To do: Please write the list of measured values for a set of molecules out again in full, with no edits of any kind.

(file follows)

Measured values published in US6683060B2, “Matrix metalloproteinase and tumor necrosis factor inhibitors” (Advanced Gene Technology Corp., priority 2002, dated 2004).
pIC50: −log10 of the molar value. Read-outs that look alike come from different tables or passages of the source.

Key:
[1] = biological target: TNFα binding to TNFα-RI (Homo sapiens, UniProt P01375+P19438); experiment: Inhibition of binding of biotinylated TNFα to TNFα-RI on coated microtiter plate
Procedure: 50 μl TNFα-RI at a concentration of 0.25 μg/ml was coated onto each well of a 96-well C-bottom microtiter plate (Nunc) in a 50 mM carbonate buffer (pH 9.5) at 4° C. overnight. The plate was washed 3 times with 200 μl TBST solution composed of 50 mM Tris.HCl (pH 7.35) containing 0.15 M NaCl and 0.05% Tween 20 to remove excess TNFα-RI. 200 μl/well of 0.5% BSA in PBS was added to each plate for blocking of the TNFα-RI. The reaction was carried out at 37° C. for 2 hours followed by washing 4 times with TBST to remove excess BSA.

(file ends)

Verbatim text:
Measured values published in US6683060B2, “Matrix metalloproteinase and tumor necrosis factor inhibitors” (Advanced Gene Technology Corp., priority 2002, dated 2004).
pIC50: −log10 of the molar value. Read-outs that look alike come from different tables or passages of the source.

Key:
[1] = biological target: TNFα binding to TNFα-RI (Homo sapiens, UniProt P01375+P19438); experiment: Inhibition of binding of biotinylated TNFα to TNFα-RI on coated microtiter plate
Procedure: 50 μl TNFα-RI at a concentration of 0.25 μg/ml was coated onto each well of a 96-well C-bottom microtiter plate (Nunc) in a 50 mM carbonate buffer (pH 9.5) at 4° C. overnight. The plate was washed 3 times with 200 μl TBST solution composed of 50 mM Tris.HCl (pH 7.35) containing 0.15 M NaCl and 0.05% Tween 20 to remove excess TNFα-RI. 200 μl/well of 0.5% BSA in PBS was added to each plate for blocking of the TNFα-RI. The reaction was carried out at 37° C. for 2 hours followed by washing 4 times with TBST to remove excess BSA.